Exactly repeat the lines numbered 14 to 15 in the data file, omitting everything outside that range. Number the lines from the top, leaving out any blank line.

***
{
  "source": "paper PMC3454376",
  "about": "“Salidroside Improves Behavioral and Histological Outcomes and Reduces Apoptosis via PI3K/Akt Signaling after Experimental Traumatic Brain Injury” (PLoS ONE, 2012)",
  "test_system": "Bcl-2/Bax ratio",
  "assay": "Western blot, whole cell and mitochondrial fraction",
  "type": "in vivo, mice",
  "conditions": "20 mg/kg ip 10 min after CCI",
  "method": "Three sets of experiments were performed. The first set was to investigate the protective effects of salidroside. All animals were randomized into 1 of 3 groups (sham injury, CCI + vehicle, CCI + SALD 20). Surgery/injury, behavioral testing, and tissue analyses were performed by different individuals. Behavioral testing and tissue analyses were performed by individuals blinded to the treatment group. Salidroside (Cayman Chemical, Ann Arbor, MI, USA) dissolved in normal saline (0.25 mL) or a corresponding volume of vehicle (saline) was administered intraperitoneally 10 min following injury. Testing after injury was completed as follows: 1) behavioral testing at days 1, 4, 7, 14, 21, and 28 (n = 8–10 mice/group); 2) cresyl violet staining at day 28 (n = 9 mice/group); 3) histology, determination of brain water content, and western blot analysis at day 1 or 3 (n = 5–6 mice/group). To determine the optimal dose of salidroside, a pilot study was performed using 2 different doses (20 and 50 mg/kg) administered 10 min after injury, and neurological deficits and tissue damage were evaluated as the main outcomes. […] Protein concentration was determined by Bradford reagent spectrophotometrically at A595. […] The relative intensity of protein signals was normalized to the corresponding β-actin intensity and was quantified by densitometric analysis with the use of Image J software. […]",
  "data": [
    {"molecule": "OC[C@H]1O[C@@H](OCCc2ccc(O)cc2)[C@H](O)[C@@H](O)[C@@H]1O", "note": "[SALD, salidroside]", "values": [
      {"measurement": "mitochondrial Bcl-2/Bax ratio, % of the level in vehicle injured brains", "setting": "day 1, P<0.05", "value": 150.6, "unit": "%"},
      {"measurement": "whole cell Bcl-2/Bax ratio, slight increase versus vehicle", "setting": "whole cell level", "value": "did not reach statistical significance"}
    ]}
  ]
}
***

  ]
}